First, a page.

Eratio Issue 17




Rainy Day


by Doris Neidl



It’s the price of rootlessness.

Motion sickness.

The only cure: to keep moving.

(Tony Kushner)





On days like this — rainy day — she liked to stay in bed.  Thinking about life.  A life with wooden floors and plants, paintings everywhere, morning coffee with long conversations, friends and love, but always painting, drawing the whole day.  So, romance, unrealizable, or not? 


Maybe she was not suited for this life — was not living the way she should live — with a husband and children, and a regular income.  Sometimes it was unbearable when people asked her: What are you doing all day?  Doing art was just not enough to be considered as a normal survivor.  She hadn’t — compared to others — money or, as many had advised her, a rich man.  She had to explain why it was worth painting, as if she had to explain why it was worth living, had to specify projects to qualify as an artist.  Had to defend herself, had to take heart to continue painting again and again.  And than she longed for him, did not know how it had happened that she did not dare to tell him the clear truth, tell him what she felt — namely: him.  Wanted to be in his arms again — but he was far away in his thoughts — where?  Antarctica?  Or? 


She just wanted her art, creating something that is worth being seen.  But all together, everything was done in an outrageous loneliness.  She thought: alone.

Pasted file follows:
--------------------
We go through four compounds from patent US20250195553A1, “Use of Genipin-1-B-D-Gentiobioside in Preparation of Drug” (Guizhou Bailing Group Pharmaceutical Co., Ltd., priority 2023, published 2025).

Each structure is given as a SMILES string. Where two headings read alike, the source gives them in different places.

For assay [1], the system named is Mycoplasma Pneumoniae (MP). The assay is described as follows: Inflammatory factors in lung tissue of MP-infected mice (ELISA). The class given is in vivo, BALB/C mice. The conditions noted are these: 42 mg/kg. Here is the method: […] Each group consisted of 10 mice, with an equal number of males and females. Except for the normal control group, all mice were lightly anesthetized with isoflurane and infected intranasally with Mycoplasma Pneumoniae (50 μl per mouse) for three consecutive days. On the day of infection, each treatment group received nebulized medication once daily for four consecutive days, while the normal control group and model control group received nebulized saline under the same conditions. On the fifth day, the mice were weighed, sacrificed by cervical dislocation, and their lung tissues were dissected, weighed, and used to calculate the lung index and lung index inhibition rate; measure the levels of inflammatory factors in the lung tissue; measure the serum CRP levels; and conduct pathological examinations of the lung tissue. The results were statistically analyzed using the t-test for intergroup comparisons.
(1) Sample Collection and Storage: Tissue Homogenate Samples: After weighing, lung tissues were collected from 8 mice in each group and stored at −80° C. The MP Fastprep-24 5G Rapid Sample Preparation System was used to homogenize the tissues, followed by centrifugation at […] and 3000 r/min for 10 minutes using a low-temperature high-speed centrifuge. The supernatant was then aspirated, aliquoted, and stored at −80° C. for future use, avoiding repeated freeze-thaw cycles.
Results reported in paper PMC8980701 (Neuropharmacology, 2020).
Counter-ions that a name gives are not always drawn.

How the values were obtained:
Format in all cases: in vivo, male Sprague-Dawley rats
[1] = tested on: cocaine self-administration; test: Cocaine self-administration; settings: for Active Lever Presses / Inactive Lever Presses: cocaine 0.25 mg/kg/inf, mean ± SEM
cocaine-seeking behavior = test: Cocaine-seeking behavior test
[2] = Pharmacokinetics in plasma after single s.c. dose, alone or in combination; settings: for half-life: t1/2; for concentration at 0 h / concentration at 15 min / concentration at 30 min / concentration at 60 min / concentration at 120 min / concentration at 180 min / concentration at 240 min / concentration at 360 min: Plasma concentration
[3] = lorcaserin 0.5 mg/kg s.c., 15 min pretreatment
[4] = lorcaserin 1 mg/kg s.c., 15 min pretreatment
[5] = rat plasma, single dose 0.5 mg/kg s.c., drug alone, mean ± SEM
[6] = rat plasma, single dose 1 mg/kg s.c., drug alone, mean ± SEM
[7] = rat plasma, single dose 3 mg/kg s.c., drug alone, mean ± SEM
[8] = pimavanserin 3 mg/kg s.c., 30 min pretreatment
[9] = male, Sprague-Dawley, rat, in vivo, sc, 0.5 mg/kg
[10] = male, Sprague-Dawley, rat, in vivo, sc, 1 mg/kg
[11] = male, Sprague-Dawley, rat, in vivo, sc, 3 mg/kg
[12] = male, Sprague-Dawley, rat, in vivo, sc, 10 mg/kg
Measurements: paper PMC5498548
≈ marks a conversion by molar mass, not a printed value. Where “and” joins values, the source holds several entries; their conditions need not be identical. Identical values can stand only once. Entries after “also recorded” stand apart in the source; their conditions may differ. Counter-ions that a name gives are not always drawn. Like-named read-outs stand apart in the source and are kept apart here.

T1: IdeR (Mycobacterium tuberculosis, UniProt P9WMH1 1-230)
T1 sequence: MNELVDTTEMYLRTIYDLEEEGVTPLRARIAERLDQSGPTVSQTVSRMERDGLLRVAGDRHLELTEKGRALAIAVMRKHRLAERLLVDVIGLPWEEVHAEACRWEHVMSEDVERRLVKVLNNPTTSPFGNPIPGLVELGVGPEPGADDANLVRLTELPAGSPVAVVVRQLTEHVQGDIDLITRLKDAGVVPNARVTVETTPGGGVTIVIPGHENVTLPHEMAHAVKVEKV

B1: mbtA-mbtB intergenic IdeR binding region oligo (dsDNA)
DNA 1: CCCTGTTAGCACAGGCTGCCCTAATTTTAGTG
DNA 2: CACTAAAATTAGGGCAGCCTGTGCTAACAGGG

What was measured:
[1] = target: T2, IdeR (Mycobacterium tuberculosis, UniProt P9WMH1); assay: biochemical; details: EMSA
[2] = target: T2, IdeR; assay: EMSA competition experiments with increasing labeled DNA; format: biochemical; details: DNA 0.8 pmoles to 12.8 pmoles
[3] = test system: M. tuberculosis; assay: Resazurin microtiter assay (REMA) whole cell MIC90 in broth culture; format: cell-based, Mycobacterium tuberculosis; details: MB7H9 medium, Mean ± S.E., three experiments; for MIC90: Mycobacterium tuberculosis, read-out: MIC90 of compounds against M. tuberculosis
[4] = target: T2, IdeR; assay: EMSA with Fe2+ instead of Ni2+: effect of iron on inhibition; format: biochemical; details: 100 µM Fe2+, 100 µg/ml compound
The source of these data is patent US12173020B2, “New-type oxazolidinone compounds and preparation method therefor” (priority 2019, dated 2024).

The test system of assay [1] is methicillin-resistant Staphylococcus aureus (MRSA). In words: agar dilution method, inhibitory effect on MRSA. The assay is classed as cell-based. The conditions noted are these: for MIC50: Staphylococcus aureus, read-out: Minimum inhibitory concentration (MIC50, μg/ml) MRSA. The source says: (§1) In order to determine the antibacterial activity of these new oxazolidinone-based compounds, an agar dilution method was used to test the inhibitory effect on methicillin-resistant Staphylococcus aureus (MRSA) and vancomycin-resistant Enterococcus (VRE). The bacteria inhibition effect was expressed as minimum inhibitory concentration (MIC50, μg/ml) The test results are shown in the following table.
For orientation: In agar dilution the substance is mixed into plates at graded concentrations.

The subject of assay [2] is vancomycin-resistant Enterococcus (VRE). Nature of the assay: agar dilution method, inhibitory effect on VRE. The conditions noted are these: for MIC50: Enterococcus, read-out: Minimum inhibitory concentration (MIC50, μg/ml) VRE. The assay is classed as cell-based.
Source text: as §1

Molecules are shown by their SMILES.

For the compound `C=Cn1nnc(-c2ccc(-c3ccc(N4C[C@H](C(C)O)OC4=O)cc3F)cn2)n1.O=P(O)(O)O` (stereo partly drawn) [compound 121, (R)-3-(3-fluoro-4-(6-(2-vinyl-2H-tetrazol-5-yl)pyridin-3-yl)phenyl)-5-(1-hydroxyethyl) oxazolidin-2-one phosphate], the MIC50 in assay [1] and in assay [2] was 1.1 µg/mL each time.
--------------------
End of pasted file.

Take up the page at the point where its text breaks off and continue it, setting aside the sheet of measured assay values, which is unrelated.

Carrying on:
She was afraid, long-suppressed desire, wanted to get to know him.  Knew him from the first time she saw him, got closer, approach, closer and closer.  And then withdrawal, out of fear of being hurt.  And before she left, their eyes met and they looked into the future’s face, and words were missing.  Words that couldn’t explain the love for each other.  And now she remembered his eyes, their quite time, before they moved into each other’s body, slow and warm.  She wanted to call him — always, but didn’t dare, because their mood, distant and foreign. 


Sometimes she yearned for a feeling of security.  Someone or maybe just a place where she would be at home.  But she ran from one city to the next, restless, rootless.  She liked looking at a globe and longed for all those countries she had not seen yet.  All the places, mysterious and new that gave her the strength to paint.  The only thing she really knew.  She wanted to paint and to love.  And nothing else. 










Doris Neidl is an Austrian born artist who lives and works in Vienna, Austria, and in Brooklyn, NY.  She studied at the University of Art and Industrial Design in Linz, Austria, and graduated in 1996 with an MFA.  Her work has appeared in a number of solo and group exhibitions nationally and internationally.  Her writings have been published by several publications and in 2008/2009 she received a writing grant from the Austrian Government BMUKK for her project “The Women in Symbols.”  She has participated in short and long-term artist residences in the United States, France, Italy and Czech Republic.  Doris Neidl is online at